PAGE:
Several weeks ago, for #SustainableSunday, I shared with ya'll a list of documentaries on Netflix that had some sort of eco vibe or just a general global sense and that I felt needed to gain a bit more exposure. Since posting that list, I've watched oodles of other documentaries about pollution (like Plastic Paradise and others), but living in the midwest, I usually just see fields of garbage and not the oceans full of trash on which the documentaries focus. However, last week I was lucky enough to escape the midwest to visit my daddy in beautiful, sunny California for spring break and I got a bit of a rude awakening.
Here's the deal: while I don't love to always be in the ocean, I love the ocean. I love whales, I love sea turtles, I love seahorses, I love fishies. I love most things that are connected to the ocean and on this trip, I discovered that I love sea glass.
I made a couple of solo beach trips to forage for sea glass ('cos you know, it is still a form of pollution and I'm happy to take it off the beach) and my first few trips were pretty successful. However, the wind changed and instead of finding glass mixed in with pebbles on the shore, I was finding trash. A ton of it. I picked up what I could with my pockets and the bag I was using for sea glass, but I ran of of room pretty quickly. Among lots of unidentifiable things, I found beer bottle caps, plastic water bottle caps, lip balm containers, plastic bottle rings, a straw that I'm pretty sure came from a Capri Sun, a sliver of vinyl flooring, and the handle to a plastic beach shovel.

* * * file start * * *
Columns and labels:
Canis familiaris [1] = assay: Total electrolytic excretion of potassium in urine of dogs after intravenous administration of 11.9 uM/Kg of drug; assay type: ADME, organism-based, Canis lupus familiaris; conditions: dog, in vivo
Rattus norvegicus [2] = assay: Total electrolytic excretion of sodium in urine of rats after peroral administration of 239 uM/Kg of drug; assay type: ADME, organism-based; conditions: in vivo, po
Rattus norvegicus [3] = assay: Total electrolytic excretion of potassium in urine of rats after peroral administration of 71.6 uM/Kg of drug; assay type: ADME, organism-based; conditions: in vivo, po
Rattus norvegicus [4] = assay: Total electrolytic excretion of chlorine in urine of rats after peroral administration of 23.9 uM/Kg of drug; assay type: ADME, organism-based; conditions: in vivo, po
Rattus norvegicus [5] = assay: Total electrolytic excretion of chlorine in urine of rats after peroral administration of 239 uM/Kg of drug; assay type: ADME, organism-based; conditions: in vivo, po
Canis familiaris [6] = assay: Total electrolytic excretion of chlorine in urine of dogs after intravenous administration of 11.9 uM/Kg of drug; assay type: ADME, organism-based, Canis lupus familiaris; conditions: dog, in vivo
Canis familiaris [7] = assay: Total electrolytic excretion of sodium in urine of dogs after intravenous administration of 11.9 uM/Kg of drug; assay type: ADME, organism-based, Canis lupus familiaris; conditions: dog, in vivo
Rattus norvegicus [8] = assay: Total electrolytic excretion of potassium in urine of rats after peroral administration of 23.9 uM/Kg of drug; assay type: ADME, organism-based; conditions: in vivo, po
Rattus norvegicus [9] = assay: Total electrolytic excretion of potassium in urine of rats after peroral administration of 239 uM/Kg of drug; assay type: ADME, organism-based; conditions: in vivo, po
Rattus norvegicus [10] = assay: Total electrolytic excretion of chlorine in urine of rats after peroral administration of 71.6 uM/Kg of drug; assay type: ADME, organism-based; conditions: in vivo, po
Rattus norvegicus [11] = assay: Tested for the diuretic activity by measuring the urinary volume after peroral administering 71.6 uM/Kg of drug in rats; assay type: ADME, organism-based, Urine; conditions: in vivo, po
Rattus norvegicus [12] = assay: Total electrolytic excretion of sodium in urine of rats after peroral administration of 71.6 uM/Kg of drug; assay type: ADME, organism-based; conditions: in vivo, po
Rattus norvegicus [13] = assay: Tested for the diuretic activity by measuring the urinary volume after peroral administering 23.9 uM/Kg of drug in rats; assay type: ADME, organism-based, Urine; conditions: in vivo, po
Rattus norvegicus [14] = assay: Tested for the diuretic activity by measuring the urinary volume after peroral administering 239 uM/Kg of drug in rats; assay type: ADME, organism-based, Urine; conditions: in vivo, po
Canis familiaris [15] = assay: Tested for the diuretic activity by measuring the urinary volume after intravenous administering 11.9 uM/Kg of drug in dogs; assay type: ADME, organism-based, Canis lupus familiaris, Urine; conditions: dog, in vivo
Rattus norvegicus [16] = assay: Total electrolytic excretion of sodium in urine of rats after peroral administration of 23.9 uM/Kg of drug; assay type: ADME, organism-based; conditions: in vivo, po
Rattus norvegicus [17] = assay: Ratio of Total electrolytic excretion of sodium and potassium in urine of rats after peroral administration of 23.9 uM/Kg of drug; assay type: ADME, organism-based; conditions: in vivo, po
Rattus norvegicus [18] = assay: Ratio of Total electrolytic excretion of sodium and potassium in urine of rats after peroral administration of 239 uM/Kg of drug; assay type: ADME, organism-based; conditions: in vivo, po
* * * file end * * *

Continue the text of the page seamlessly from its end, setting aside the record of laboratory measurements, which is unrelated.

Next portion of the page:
Seeing a trend here? There's a metric crap ton of plastic floating around out there! Argh! And to top matters off, upon sitting down for a quick break, my dad pointed out that my feet were covered with oil (see photo below). OIL, I thought? That's weird. The jury is out on this one, but a series of Google searches have told me 1) That there are natural oil reserves below the sea floor that sometimes bubble up and 2) That big corporate ships like to clean out their oil tanks while they're at sea and the slicks drift in with the tide. Luckily, it is easily removable with olive or canola oil. I would love some more information about what this truly is.
In any case, this week for #SustainableSunday, I just want to ask you to please try to cut down on your usage of single-use plastics and if you cannot cut down on it, please dispose of it responsibly! Also, if you see trash while you're out and about in the world, take a moment to pick it up! My trash to glass ratio photo below really freaks me out!